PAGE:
Thursday, March 22, 2012

Weighted Average Cost of Capital


WACC: Weighted Average Cost of Capital
WACC tell us how much a company is paying on average for its financing, typically borrowed money.

Example:
Debt: $1,000 @ 12% = $120
Preferred Stock $1,000 @10% = $100
=  $220 / $2000
WACC = 11%

Why calculate WACC?
WACC is just used to show our average borrowing costs before we make an investment.

Example:
WACC = 11%
We can invest in a new machine. The machine costs $1,000,000 and it will make $50,000 per year.
ROI = 50,000 / 1,000,000 = 5%
WACC = 11%.
BAD INVESTMENT!

- If you need new machines, consider the cost of capital.

Why?
You must make a higher return on investment (ROI) than WACC to make money. If the WACC is higher than the ROI, it's a bad investment. Many public companies make investments with WACC higher than ROI.

Huh? Why would a public company make a guaranteed losing investment?

Very simple. The hype around the acquisition will sometimes make the stock rise despite the guaranteed losses from the investment. As well, when the company goes bankrupt, the CEO and friends can buy the company for cheap.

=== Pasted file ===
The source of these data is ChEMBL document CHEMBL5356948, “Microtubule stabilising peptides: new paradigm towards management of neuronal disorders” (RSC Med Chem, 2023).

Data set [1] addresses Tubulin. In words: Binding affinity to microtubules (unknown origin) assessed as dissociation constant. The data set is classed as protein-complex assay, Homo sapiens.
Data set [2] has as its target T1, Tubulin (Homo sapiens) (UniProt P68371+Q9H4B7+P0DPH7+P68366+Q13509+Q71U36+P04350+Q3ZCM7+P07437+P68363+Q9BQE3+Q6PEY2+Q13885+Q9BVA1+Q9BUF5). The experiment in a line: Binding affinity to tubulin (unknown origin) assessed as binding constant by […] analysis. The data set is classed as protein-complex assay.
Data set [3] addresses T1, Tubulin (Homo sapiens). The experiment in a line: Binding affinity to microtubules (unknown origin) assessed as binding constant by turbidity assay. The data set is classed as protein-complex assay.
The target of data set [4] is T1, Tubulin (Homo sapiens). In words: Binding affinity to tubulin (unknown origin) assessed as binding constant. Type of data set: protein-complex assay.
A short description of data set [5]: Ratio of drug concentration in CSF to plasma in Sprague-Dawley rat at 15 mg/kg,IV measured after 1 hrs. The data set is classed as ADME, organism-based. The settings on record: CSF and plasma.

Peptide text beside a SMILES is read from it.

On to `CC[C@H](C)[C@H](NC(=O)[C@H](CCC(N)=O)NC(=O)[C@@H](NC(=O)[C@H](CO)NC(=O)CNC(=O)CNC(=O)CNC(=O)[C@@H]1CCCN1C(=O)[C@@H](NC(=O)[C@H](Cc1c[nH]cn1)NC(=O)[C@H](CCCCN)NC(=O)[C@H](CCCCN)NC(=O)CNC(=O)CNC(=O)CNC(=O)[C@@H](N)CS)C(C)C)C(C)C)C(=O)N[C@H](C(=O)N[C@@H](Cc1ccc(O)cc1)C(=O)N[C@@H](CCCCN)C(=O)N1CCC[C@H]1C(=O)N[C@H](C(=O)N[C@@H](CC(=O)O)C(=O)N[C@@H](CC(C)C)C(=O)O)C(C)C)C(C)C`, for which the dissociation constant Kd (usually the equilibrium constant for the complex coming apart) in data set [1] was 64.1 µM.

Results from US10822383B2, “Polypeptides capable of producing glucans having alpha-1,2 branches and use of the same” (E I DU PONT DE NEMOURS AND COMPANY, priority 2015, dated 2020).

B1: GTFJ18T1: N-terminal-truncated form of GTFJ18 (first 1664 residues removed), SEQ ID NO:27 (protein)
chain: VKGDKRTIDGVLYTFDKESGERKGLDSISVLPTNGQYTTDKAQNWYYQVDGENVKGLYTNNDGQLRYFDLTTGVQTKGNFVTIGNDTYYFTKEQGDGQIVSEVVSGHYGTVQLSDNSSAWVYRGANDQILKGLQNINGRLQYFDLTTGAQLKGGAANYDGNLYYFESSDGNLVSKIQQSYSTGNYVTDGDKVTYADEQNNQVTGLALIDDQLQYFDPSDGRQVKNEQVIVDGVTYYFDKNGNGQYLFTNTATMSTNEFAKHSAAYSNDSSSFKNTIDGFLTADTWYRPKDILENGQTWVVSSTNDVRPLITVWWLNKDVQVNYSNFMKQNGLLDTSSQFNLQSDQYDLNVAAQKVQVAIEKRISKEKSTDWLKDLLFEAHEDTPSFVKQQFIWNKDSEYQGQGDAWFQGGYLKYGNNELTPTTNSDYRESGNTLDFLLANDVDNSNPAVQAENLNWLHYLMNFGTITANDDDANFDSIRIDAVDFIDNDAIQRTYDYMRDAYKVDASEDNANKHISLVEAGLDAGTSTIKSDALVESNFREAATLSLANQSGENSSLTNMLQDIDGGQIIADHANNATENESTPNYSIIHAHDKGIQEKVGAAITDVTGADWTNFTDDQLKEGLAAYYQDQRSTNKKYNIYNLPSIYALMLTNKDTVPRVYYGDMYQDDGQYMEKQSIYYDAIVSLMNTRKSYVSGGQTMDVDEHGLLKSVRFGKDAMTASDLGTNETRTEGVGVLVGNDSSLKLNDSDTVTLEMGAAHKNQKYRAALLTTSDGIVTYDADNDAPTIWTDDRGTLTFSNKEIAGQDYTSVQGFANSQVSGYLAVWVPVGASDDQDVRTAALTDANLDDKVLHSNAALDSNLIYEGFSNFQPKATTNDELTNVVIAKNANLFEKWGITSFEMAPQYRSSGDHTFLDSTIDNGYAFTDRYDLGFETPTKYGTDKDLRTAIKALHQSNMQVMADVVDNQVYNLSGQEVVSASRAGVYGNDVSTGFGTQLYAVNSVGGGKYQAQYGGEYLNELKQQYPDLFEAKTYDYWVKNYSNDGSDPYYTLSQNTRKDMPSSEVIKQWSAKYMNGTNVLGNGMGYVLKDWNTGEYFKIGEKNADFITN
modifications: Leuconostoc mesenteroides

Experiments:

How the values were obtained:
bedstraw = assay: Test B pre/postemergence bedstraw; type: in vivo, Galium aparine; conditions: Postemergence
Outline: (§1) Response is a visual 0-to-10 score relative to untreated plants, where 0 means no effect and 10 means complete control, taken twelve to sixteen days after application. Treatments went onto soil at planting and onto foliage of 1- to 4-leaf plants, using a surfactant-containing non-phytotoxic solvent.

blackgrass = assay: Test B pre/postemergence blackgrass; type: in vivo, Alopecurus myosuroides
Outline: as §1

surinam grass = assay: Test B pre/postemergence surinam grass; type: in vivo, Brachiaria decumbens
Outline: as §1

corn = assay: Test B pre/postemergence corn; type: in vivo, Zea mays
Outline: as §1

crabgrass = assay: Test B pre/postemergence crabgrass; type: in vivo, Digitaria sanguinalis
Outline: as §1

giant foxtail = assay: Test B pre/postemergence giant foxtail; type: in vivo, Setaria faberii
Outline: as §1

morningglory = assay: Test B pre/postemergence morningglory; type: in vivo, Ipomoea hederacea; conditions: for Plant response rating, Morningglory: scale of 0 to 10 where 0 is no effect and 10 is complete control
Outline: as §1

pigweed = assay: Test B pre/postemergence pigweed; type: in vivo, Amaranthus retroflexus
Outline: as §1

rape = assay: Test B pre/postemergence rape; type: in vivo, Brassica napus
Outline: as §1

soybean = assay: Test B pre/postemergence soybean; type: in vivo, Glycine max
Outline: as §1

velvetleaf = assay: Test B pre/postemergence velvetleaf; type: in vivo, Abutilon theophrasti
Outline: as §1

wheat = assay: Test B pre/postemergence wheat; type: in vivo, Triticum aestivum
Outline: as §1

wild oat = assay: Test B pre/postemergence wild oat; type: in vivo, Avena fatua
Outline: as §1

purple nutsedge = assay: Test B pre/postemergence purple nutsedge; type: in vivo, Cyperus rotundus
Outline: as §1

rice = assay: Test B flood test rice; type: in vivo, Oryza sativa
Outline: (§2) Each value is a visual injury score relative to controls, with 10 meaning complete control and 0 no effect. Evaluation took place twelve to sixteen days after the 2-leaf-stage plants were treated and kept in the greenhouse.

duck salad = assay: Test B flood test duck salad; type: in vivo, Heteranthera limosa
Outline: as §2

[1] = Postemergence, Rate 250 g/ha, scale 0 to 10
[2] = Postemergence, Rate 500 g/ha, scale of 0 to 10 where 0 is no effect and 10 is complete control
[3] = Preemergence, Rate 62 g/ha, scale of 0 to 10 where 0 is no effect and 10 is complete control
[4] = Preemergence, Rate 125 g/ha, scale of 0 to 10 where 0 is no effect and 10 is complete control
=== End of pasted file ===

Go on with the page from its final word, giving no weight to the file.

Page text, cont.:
Example 1: Buying a Rental House
The average house in Canada costs $372,000 and it rents out for $1,200 per month, so $14,400 per year. Annual maintenance is $3,000 and annual interest rate is 5% (long term mortgage).
House price $372,000
Rental Revenue: $14,400
ROI = 3.87%
Interest cost: $18,600
Maintenance: $3,000
WACC = 5.80%
This investment loses money.

Example 2: Starting a Mine
The mine costs $100,000,000 and it will produce approximately $10,000,000 in annual profits. The cost of a loan to buy the mine is 7%. It takes 6 years to get the mine running and it will produce ore for 40 years.
Cost of mine $150.07M
6 years of interest = $50.07M
40 years of profit = 400M
40 years of interest = 420.196M
LOSS over the 46 years =20.196M
ROI = - 0.31%
This investment loses money because of the waiting period of starting the mine

- Borrowing money to do business can be expensive and end up in the bank taking the assets.

Example 2: Buying a Manufacturing Company
The company is for sale a $100,000,000 and it is expected to make $15,000,000 per year. Cost of capital is 8%.
Cost of  company: $100m
Annual profit = $15M
ROI = 15%
WACC = 8%
ROI > WACC
This investment makes good profit. ROI is greater than WACC.

-Buying a good manufacturing company might work.

In next article we will do more examples of how to calculate WACC instead of getting totally off track like we did in this article.














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